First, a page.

Christian Post report- For the first time in its history, Washington D.C.’s National Cathedral had a United Methodist minister oversee the sacrament of Communion for an Episcopal service.
The Rev. Canon Gina Gilland Campbell of the UMC presided over the Eurcharist, alongside Episcopal clergy at a service on Sunday.
Although the Episcopal Church and the UMC have had an interim Eucharistic agreement since 2006, the Rev. Campbell’s action represents the most notable example of this sharing.
Richard Mammana, Ecumenical and Interreligious Associate with The Episcopal Church’s Mission Department and an attendee of the service, described the event as “an event full of joy and hope.” Mammana explained to CP that the Interim Eucharistic Sharing guidelines had been approved in 2006 and were part of still ongoing dialogue between the two denominations regarding their relationship.
“The guidelines provide for the liturgical expression of our shared faith in Christ and our growing mission together. They allow for flexibility in tradition as we move forward gradually and carefully in our theological discussions with the goal of full communion,” said Mammana.
“Our dialogue with the United Methodist Church is active at the same time as we continue dialogue with the Presbyterian Church (U.S.A.). The Episcopal Church also participates in the Anglican-Roman Catholic Theological Consultation in the U.S.A.”
Celebrated Sunday, the National Cathedral featured Campbell overseeing the sacrament of Holy Eucharist. According to the Cathedral’s website, Campbell was not the only UMC clergy present for the event.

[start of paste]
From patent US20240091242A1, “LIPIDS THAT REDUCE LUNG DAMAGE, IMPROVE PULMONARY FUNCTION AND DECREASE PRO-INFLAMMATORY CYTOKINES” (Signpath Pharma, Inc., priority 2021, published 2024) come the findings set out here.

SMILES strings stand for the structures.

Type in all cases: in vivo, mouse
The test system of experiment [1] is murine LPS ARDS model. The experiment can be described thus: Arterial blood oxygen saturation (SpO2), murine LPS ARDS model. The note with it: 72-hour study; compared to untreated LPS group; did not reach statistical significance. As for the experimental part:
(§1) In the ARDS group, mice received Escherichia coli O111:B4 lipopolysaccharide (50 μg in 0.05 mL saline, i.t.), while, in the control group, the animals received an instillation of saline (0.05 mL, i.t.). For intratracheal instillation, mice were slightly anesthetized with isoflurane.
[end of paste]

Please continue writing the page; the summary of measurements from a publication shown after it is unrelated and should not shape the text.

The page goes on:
“The Rev. Dr. Kim Cape, general secretary of the General Board of Higher Education and Ministry of the United Methodist Church, offers the sermon,” noted the site.
“The Episcopal Church and the United Methodist Church are taking steps to deepen their expression and practice of Christian Unity. The Interim Eucharistic Sharing agreement marks an important move toward full communion.”
Mammana told CP that there were other efforts beyond North America wherein Methodist churches and the Anglican Communion were working towards closer relationships regarding sacraments and worship.
“The Methodist Church in Britain and the Church of England signed an important Covenant on November 1, 2003,” said Mammana.
“Since 2009, Anglicans and Methodists in New Zealand have also had a similar covenant relationship. Since 2002, the Church of Ireland and the Methodist Church in Ireland have had a similar relationship.”
Mammana added that regarding the Irish churches, last weekend when a new Irish Anglican Bishop was consecrated, at the service “Methodist leaders participated for the first time.”
In addition to the agreement on Communion, The Episcopal Church and the UMC also recognize each other’s baptisms.
Source: Christian Post
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